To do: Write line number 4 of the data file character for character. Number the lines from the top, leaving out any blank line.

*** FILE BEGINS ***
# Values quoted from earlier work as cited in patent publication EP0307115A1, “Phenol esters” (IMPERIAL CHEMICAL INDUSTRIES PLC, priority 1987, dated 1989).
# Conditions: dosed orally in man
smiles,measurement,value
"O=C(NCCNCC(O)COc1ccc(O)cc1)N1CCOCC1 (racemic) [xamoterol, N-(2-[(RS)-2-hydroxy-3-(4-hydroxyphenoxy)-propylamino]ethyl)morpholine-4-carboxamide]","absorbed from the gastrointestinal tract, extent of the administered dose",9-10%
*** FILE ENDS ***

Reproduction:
"O=C(NCCNCC(O)COc1ccc(O)cc1)N1CCOCC1 (racemic) [xamoterol, N-(2-[(RS)-2-hydroxy-3-(4-hydroxyphenoxy)-propylamino]ethyl)morpholine-4-carboxamide]","absorbed from the gastrointestinal tract, extent of the administered dose",9-10%